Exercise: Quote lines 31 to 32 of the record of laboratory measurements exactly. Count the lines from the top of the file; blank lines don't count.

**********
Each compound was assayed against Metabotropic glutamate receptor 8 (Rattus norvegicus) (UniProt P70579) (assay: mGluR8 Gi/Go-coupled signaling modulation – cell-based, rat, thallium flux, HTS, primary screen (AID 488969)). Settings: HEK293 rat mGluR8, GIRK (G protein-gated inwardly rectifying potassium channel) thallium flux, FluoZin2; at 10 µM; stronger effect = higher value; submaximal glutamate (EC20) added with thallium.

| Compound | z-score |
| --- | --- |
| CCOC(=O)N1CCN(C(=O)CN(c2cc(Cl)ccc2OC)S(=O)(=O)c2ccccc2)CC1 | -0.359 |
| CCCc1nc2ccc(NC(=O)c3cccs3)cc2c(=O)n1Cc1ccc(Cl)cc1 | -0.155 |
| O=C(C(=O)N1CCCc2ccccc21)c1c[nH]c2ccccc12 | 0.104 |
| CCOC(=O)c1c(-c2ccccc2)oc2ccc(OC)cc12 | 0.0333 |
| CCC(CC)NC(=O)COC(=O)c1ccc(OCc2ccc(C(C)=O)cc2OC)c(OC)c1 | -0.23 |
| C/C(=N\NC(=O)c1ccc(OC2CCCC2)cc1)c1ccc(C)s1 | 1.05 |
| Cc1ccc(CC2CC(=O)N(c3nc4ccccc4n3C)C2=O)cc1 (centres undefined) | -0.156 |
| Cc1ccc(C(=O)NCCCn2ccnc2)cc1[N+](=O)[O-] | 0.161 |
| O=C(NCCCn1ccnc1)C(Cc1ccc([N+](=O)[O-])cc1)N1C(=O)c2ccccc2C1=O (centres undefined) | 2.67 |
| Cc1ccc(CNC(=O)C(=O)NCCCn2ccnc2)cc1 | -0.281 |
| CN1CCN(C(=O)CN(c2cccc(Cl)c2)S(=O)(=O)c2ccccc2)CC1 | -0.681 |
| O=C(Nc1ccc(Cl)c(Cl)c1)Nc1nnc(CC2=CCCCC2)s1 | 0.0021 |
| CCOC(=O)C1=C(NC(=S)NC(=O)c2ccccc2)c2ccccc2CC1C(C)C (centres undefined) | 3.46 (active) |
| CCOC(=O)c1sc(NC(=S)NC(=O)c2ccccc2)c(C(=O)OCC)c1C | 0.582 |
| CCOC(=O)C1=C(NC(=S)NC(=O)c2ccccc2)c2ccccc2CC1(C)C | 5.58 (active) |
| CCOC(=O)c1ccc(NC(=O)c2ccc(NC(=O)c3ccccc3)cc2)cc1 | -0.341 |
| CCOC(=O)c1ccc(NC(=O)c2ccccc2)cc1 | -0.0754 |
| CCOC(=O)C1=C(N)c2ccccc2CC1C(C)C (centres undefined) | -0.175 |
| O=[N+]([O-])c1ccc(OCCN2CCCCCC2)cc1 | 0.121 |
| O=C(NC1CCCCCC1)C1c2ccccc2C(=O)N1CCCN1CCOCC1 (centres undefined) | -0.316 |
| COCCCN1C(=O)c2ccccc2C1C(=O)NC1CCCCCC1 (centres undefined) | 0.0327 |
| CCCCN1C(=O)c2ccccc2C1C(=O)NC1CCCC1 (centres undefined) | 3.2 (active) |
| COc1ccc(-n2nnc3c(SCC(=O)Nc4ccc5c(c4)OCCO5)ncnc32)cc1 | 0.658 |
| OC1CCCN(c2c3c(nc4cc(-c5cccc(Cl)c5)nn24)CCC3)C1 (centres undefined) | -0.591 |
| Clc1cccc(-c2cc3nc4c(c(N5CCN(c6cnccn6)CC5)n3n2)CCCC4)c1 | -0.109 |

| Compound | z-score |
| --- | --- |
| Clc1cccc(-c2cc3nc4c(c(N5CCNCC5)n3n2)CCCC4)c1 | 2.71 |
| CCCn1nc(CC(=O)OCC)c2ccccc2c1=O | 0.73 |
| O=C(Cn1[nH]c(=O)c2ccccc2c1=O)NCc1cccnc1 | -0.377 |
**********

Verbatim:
| Clc1cccc(-c2cc3nc4c(c(N5CCNCC5)n3n2)CCCC4)c1 | 2.71 |
| CCCn1nc(CC(=O)OCC)c2ccccc2c1=O | 0.73 |